OnQ Blog

Behind the sixth sense of smartphones: the Snapdragon processor sensor engine

Apr 24, 2014

Qualcomm products mentioned within this post are offered by Qualcomm Technologies, Inc. and/or its subsidiaries.

You just beamed down to an alien planet with Mister Spock. Your smartphone instantly informs you that the air is safe to breathe, while Spock is still struggling with that bulky tricorder dangling from his neck. The hardware and software of the Qualcomm® Snapdragon™ processor sensor engine are designed to help make amazing use cases like this more reality and less science-fiction.

You may not realize it, but sensors are already integrated into many of the most common smartphone tasks. The gyroscope is what rotates your display, the proximity sensor turns off the display when it is against your ear, and the ambient light sensor changes your display brightness depending on your surroundings.

Each year more and more sensors are integrated into your phone, enabling more and more use cases. The Samsung GALAXY S1 launched with three sensors and today’s GALAXY S5 has 12! More inputs to juggle and more processes means there is a need for dedicated hardware for these tasks. This is where the Snapdragon sensor engine steps in.

sensor core growth in smartphones

Many of these use cases demand “always on” capabilities which is why power consumption is so important. Take the LG G Pro 2 for example. The KnockOn and Knock-Code features expect the touch sensors to be always on and always ready for input. The Snapdragon sensor engine runs off of the Hexagon DSP which is ideally suited for handling these many sensor inputs while saving battery life.

Software and algorithms are also integral parts of the Snapdragon sensor engine. Sensors provide data, software provides experiences. For example, the most basic activity tracker of a phone is a step counter. If you add more sensors and better algorithms to process that input, the result is a more compelling user experience. The Snapdragon sensor engine supports what is known as course motion classification. This can determine if you are standing, resting, walking, running, driving, or parking. Also, as Sir Edmund Hillary would undoubtedly agree that not all miles are created equal, you can add input from the pressure sensor into the algorithm to know if you are running uphill as well.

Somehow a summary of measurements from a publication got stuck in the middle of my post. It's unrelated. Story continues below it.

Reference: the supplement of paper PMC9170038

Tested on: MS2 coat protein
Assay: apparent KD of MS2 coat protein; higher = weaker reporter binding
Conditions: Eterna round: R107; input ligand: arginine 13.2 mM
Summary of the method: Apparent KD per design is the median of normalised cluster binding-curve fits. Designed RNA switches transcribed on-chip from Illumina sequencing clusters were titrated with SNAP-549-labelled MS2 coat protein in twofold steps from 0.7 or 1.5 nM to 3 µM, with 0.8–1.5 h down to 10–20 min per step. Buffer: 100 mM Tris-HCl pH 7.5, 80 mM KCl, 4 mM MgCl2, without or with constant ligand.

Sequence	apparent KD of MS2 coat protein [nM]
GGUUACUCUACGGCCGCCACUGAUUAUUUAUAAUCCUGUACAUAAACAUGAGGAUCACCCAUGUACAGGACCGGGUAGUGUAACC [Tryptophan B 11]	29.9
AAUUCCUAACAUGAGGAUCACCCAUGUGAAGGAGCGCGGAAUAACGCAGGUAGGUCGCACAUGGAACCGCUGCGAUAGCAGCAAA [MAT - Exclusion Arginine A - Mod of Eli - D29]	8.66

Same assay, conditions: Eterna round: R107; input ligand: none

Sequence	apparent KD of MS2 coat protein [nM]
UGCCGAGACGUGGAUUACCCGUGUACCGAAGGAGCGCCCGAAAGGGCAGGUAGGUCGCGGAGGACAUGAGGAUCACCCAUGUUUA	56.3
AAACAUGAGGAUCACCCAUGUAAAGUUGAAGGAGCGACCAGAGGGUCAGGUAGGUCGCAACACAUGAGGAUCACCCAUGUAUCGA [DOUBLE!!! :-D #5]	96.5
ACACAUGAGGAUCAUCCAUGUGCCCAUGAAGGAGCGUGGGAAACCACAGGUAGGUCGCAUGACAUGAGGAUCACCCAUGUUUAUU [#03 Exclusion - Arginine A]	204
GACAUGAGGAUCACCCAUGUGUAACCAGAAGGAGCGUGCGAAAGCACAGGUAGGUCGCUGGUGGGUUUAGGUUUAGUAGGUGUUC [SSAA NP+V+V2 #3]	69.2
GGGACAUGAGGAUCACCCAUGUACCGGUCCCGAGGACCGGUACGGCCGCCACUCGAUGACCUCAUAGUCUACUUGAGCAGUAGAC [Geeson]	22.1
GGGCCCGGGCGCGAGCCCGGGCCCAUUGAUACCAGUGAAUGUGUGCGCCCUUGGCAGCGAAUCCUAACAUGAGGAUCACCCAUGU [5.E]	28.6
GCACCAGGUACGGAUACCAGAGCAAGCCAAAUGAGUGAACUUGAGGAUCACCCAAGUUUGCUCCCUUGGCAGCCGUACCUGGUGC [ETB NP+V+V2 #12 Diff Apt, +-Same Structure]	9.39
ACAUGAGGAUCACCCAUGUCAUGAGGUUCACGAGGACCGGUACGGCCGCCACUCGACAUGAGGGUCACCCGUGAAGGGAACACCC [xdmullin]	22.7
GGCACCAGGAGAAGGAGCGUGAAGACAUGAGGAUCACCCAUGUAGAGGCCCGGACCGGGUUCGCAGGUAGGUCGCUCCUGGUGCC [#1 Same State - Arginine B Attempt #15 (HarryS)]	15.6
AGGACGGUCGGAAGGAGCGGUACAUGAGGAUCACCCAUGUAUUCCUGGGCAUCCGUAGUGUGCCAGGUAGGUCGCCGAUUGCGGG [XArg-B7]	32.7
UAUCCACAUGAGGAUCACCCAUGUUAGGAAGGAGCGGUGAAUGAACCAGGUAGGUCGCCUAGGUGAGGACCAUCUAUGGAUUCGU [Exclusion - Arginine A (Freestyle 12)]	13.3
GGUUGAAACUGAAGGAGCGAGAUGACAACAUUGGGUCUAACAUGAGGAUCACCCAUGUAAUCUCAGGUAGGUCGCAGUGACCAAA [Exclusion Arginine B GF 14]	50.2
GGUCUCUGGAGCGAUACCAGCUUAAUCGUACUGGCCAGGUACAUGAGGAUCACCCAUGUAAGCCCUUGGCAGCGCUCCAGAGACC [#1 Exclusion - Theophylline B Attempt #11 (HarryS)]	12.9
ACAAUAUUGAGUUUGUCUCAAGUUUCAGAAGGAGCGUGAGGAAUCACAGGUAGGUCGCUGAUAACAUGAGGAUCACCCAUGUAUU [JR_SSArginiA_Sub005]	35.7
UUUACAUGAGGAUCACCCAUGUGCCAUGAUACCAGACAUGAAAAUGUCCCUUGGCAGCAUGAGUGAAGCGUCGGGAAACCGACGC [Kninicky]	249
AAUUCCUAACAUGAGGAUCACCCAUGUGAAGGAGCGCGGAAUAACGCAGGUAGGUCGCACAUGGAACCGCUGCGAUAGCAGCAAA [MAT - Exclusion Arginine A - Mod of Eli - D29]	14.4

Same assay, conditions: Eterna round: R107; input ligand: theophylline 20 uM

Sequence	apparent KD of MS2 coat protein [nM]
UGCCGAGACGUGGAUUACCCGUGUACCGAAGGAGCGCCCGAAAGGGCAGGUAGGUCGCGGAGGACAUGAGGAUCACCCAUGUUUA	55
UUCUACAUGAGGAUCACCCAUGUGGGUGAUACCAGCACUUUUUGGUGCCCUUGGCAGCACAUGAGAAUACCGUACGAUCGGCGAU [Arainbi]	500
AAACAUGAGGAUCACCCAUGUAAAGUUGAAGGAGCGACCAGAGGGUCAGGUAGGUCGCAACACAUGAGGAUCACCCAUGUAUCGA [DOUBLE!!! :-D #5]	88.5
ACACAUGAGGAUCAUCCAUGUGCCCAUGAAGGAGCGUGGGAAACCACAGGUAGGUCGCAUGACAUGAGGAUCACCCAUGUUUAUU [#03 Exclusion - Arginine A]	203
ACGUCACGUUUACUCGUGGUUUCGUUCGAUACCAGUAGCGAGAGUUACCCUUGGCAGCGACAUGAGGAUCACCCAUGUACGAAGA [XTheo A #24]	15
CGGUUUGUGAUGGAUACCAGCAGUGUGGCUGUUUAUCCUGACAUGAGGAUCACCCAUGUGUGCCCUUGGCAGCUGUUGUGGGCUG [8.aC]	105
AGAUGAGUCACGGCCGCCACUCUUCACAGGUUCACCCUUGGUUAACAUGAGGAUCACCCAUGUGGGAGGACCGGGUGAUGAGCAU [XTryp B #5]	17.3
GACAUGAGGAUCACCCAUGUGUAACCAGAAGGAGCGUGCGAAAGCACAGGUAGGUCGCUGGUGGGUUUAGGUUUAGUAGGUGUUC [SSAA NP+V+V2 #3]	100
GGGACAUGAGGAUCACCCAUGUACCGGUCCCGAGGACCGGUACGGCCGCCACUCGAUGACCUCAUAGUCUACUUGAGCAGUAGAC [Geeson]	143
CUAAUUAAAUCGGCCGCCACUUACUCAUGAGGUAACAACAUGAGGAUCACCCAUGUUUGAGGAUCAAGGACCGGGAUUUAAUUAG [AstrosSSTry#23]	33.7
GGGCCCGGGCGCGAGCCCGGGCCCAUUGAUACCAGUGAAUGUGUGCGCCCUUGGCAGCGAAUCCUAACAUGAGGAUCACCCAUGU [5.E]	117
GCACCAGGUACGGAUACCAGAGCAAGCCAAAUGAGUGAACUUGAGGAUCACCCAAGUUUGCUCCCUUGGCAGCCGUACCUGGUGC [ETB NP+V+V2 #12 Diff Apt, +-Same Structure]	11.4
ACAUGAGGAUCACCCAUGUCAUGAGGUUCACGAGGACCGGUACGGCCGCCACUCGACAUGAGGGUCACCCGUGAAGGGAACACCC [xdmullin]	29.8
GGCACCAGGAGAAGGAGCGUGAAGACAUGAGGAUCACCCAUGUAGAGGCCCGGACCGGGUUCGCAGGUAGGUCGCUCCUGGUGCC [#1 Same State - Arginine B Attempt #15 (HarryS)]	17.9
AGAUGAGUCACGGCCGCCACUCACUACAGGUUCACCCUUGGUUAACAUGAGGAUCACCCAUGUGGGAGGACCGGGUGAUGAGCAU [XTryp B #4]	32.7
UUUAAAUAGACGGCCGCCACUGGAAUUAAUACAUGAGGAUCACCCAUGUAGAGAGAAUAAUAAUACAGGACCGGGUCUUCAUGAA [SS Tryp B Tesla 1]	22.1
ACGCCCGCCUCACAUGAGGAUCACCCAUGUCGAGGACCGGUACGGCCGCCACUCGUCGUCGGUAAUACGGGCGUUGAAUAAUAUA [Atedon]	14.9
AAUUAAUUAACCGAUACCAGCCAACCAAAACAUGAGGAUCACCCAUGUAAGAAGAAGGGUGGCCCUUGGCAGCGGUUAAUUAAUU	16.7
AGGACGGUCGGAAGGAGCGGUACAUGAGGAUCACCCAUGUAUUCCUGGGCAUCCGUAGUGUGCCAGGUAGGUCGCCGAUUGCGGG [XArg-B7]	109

Qualcomm Snapdragon processors sensor core

 In the future, you can spare the canary because your phone may include sensors that monitor the CO or CO2 levels in the room. Or if you are allergic, your phone could scan food for traces of peanuts. Whatever the futuristic use case, the Snapdragon sensor engine will likely be there to make it better, faster, and at lower power.

Watch our video to learn more:

If you’d like to read more about sensor use cases and Qualcomm Technologies’ unique solution in Snapdragon processors, check out our webinar on the subject. Or if you feel like you have the next great sensor use case to make that tricorder a reality, enter the Qualcomm Tricorder Xprize.

Opinions expressed in the content posted here are the personal opinions of the original authors, and do not necessarily reflect those of Qualcomm Incorporated or its subsidiaries ("Qualcomm"). Qualcomm products mentioned within this post are offered by Qualcomm Technologies, Inc. and/or its subsidiaries. The content is provided for informational purposes only and is not meant to be an endorsement or representation by Qualcomm or any other party. This site may also provide links or references to non-Qualcomm sites and resources. Qualcomm makes no representations, warranties, or other commitments whatsoever about any non-Qualcomm sites or third-party resources that may be referenced, accessible from, or linked to this site.

Adam Kerin

Sr Manager, Marketing

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